I am a Research Assistant Professor at the Computer Science Department at Dartmouth College. I am interested in all aspects of Unix security, in particular in Linux kernel security, detection and reverse engineering of malware (primarly kernel mode, Linux and Windows), wireless networking, and visualizations of security-related information. In a word, I believe that state-of-the-art hacking is already a distinct discipline of computer science, even though not formally recognized as such; this is where my main interest is.
My other interests are in applications of Natural Language Processing for better indexing, search and navigation of natural language documents. Before coming to Dartmouth, I worked on related research at BBN Technologies (see [1, 2]).
Being much indebted to the hacker community for many things I learned from its amazingly rich sources, I tried to describe some trends in the hacker learning experience (the so-called "hacker curriculum") that distinguish it from the typical experiences of traditionally trained developers and CS students. We use some (implicit) principles of this "hidden curriculum" and related experiences in our teaching of Computer Security at Dartmouth.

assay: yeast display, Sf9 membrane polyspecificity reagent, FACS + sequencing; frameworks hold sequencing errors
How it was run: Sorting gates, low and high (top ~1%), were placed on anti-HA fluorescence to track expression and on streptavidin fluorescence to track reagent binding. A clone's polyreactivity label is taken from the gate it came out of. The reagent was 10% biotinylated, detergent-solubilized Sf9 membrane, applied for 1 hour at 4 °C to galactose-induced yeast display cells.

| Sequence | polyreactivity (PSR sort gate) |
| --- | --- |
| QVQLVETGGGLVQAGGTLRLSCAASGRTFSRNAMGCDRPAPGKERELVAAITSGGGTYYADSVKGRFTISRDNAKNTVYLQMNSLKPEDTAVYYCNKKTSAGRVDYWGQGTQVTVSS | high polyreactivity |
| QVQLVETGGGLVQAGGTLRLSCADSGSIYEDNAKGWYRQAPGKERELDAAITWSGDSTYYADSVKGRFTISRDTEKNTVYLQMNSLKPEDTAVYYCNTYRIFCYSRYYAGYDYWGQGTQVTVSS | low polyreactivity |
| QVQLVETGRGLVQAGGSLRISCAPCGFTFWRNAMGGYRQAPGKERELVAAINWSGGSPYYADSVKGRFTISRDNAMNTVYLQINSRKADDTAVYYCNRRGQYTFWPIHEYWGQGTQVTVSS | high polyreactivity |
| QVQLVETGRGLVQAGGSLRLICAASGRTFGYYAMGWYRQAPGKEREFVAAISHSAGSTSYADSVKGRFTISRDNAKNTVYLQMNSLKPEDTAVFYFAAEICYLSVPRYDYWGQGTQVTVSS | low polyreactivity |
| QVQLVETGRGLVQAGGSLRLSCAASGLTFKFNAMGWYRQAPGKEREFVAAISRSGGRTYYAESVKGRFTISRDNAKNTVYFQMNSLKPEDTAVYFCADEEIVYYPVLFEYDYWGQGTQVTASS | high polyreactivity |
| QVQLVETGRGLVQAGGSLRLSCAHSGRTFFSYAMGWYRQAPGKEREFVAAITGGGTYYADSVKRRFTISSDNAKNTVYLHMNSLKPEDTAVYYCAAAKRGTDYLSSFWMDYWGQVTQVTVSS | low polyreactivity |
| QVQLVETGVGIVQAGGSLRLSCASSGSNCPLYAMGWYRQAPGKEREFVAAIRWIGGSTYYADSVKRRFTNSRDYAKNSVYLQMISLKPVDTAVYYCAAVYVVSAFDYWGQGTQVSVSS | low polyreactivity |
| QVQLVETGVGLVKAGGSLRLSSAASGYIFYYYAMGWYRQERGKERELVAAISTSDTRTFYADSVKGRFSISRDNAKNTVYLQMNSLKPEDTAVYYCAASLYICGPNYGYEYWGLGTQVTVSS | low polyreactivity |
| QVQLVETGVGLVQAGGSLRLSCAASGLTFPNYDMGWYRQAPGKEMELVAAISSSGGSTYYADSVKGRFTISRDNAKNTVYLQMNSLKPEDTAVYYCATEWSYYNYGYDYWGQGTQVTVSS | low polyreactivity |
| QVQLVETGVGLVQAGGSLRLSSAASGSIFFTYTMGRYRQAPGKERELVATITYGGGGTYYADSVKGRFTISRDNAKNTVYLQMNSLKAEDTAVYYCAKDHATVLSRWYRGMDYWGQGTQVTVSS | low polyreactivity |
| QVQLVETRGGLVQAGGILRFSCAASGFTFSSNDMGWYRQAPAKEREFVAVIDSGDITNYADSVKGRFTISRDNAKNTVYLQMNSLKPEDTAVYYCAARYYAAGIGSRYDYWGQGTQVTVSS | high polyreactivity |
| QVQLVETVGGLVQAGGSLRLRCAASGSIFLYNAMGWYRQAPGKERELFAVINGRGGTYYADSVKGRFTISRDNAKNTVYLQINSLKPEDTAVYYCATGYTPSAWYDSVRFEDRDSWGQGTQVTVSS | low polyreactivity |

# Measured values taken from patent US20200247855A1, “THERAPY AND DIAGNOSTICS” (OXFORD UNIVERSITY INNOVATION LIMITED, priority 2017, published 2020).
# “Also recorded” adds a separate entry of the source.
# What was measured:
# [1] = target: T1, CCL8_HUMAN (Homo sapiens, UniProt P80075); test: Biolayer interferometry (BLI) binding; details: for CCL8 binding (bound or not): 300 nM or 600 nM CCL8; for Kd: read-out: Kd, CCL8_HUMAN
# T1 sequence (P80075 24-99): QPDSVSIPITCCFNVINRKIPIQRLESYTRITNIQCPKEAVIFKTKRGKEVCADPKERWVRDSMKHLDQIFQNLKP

|Offsite collection of relevant materials: www.hackercurriculum.org.|
Some of my "random" patches to standard tools (Etherape, dsniff, fragrouter, tcpflow, tcpreplay, etc., see README).
|The occasionally updated class collection of security-related articles, tutorials and tools is here.|
I received my undergraduate education at the Moscow Institute of Physics and Technology (aka Moscow Phystech), and my Ph.D. at Northeastern University (1999). Before coming to Dartmouth I worked at BBN Technologies on statistical learning methods in Natural Language Processing (NLP) for information extraction from natural English text, "text understanding", and similar topics.
My old homepage is at http://www.ccs.neu.edu/home/sbratus/.
My GPG public key.
Local Dartmouth wikis: [SELinux]
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